“Due to the amount of music on this disc (over one hour), two points must be emphasized. Firstly, if your needle is worn or damaged, it will ruin the disc immediately. Secondly, if the sound does seem not loud enough on your system, try re-recording the music onto tape. By the way, thanks for buying the album.”

The new Analog Spark SACD of Something/Anything (mastered like Wizard by Kevin Gray from the original master tapes) It does in fact sound much better than I recall the original LP sounding A Wizard, A True Star?  floated effortlessly into my list of favorite albums as I listened to it again.  I blasted at an ear-splitting volume on my stereo. Seriously, it’s one of the best things I’ve ever heard not just recently, but ever—and started me off on a whole new experience of Todd Rundgren listening. If you are “looking for something new to listen to,” like I was, look no further.

But just don’t take my word for it, here’s what none other than the great Patti Smith wrote of A Wizard, A True Star :

“Side one is double dose. It takes the bull by the brain. Another point to be examined. He’s always been eclectic. Why didn’t he care? The evidence is here. Something very magical is happening. The man is magi chef. His influences are homogenizing. Like a coat of many colors. May be someone else’s paintbox but the coat is all his.”

“Each album he vomits like a diary. Each page closer to the stars. Process is the point. A kaleidoscoping view. Blasphemy even the gods smile on. Rock and roll for the skull. A very noble concept. Past present and tomorrow in one glance. Understanding through musical sensation. Todd Rundgren is preparing us for a generation of frenzied children who will dream in animation. “

I read that despite having absolutely no idea of what she intended to convey with all of those words, even if I do wholeheartedly agree with her. Had I read Patti’s review back then, I’d have no doubt rushed out and grabbed this album.

Just listen to A Wizard, A True Star for yourself and turn it up LOUD please:

thanks to dangerousminds

The band Utopia are releasing a 7-CD box set from Todd Rundgren’s progressive band.  The April 20th release of The Road to Utopia: The Complete Recordings 1974-1982 will coincide with the long-awaited reunion tour of Rundgren, Kasim Sulton (who toured with his own iteration of Utopia earlier this year), Willie Wilcox, and Ralph Schuckett which kicks off this April and runs through June.

The new box set will trace Utopia’s evolution from its 1974 debut album – featuring the Mark II line-up (Mk. I was a short-lived touring unit) of Kevin Ellman (drums), Moogy Klingman (keyboards), Jean-Yves “M. Frog” Labat (synthesizers), Ralph Schuckett (keyboards) and John Siegler (bass/cello) – through 1982’s Swing to the Right, the fifth and final album from the “classic” line-up of Rundgren, Roger Powell, Wilcox, and Sulton.  Across seven albums, all of which have been expanded with bonus tracks, the band synthesized influences as disparate as prog rock, jazz fusion, pop, new wave, and even The British Invasion.  From the 30-minute opus “The Ikon” to the pop classic “Love is the Answer” and the spot-on, slightly naughty Beatles pastiche “I Just Want to Touch You,” Rundgren’s Utopia refused to be musically pigeonholed.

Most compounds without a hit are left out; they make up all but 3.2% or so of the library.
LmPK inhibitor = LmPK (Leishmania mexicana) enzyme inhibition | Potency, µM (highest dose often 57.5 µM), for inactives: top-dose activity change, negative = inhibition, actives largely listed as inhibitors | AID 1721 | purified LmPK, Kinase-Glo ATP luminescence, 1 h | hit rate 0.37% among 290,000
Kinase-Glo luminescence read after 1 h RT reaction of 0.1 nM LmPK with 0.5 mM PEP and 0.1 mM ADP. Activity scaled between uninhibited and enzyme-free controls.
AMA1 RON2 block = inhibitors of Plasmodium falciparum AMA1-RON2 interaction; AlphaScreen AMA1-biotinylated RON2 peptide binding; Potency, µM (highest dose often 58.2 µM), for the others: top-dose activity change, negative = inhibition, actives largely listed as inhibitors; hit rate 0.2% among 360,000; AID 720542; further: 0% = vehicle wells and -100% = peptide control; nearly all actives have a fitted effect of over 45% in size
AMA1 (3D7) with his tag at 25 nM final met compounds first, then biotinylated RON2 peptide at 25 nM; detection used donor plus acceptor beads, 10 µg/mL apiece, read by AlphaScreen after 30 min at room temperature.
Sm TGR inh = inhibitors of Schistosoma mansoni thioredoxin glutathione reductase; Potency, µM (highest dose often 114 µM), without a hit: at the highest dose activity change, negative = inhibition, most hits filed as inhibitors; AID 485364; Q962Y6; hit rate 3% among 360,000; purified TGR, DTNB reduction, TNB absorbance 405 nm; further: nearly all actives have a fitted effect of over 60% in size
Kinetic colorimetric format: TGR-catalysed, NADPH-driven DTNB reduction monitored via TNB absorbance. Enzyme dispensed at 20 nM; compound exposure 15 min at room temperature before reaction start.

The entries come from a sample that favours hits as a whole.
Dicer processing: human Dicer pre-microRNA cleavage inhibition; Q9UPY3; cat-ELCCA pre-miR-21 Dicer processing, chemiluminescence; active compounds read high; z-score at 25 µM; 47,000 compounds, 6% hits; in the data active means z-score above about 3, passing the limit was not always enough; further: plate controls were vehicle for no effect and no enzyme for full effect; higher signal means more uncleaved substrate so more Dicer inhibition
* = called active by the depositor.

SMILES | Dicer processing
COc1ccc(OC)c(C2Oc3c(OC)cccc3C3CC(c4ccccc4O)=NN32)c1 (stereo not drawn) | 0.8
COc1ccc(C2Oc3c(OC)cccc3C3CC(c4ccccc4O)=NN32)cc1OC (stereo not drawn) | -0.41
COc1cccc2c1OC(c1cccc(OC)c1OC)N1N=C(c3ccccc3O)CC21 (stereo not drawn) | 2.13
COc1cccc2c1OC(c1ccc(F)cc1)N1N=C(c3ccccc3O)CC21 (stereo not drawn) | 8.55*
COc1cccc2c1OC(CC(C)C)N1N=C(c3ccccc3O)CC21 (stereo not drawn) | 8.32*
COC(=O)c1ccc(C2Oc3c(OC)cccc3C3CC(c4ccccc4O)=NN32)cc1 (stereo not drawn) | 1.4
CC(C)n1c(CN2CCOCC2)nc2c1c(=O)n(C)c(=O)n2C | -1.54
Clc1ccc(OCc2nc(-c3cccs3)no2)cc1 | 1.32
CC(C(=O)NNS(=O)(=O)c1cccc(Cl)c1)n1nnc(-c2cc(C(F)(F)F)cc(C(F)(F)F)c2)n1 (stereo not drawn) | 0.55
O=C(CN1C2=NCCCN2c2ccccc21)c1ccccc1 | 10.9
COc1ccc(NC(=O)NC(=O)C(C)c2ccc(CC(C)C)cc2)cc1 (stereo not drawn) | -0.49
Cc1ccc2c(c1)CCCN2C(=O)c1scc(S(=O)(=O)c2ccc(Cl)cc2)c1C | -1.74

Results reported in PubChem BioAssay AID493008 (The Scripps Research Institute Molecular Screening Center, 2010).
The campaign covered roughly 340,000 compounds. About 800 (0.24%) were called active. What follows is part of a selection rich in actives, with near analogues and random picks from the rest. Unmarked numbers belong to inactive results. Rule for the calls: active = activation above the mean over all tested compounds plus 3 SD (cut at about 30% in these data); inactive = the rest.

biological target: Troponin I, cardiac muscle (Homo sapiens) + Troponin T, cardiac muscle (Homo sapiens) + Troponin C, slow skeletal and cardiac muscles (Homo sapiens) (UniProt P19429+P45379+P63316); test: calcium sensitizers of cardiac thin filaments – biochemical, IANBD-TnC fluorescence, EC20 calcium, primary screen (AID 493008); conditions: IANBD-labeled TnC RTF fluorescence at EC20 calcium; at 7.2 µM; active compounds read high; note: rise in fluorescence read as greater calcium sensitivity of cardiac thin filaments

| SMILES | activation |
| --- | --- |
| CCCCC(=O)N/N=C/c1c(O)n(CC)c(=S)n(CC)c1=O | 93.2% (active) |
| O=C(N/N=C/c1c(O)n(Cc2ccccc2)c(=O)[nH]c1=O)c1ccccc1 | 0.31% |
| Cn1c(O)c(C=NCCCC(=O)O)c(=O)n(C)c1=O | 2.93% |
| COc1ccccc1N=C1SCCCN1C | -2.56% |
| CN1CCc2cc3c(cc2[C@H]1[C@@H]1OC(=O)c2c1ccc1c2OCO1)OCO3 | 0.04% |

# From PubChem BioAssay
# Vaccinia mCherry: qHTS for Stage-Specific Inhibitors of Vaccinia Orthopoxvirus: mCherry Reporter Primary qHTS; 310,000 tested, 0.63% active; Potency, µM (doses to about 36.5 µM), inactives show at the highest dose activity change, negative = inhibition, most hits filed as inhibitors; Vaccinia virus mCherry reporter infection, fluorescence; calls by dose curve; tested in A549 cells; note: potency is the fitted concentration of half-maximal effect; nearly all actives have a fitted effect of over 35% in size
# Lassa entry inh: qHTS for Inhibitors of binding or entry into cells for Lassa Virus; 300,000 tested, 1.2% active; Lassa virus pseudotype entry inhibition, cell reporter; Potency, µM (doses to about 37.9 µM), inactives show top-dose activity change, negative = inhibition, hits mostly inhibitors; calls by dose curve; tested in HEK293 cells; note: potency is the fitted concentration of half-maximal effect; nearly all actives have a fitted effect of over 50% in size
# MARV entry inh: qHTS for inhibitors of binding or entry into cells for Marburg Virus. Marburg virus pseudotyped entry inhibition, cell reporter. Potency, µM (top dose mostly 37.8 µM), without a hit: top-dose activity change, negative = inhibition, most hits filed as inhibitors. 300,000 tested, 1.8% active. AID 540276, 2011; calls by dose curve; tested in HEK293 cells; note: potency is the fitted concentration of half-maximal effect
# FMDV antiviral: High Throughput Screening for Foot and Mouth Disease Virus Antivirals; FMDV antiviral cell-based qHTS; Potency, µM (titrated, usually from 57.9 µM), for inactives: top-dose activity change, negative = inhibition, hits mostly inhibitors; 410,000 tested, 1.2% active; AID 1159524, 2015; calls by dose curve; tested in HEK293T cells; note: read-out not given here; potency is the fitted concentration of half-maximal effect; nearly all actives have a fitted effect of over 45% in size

The box set has all six of the band’s studio and sole live albums as originally released between 1974 and 1982 newly remastered by the label’s Joe Reagoso from the Warner/Bearsville tapes.  Each album will be housed in an individual gatefold digipak with original art elements from each LP including inner sleeves and inserts.  Rundgren, Sulton, Wilcox, and Powell have all made written contributions to this set, as well.  Fifteen bonus tracks are spread across the seven albums, including live performances, promotional single versions, and more.

Following the period chronicled in the new box, the band recorded three more albums for the Network and Passport labels between 1982 and 1985.  Numerous compilations and archival releases have celebrated Utopia in recent years (including a “lost” album, 1976’s Disco Jets) but The Road to Utopia has all of the band’s music as originally released during the period covered.

The 2018 reunion tour will likely touch on various eras of the group’s long history; Schuckett was part of the first 1974-1975 line-up, while Sulton has recurred in the band over the years: 1974-1982, 1982-1986, and 1992.  Wilcox was a member between 1975 and 1986, and joined again for the 1992 reunion.  The tour will kick off in Pennsylvania on April 18th and will wrap up on June 5th in California.

The Road to Utopia: The Complete Recordings 1974-1982 is due on April 20th.

A 3CD clamshell box set of TODD RUNDGREN’S LEGENDARY PERFORMANCES at the ROXY THEATER IN WEST HOLLYWOOD IN MAY 1978 Includes the entire concert from 23rd MAY 1978 with guests STEVIE NICKS, DARYL HALL & JOHN OATES, RICK DERRINGER, SPENCER DAVIS & KASIM SULTON

Esoteric Recordings is pleased to announce the latest release in the Todd Rundgren Archive series, “ALL SIDES OF THE ROXY 1978”. In May 1978 Todd Rundgren performed a series of concerts at The Roxy Theater in West Hollywood, California with a band comprising members of The Hello People (Bobby Sedita, Larry Tasse, Greg Geddes & Norman Smart) along with keyboard player Moogy Klingman, bassist John Seigler and drummer John “Willie” Wilcox.

The highlight of this residency was a concert on the 23rd May 1978 which was the largest concert simulcast on American FM radio at that time with an estimated audience of over ten million listeners. Hosted by the legendary DJ Wolfman Jack (himself the inspiration for a song on Rundgren’s “Something Anything” album), Todd tore through a wonderful set that included material from both his solo albums (including the recently released “Hermit of Mink Hollow”) and his work with Utopia. He was joined on stage by such illustrious company as Daryl Hall & John Oates, Stevie Nicks, Spencer Davis, Rick Derringer and Kasim Sulton (of Utopia).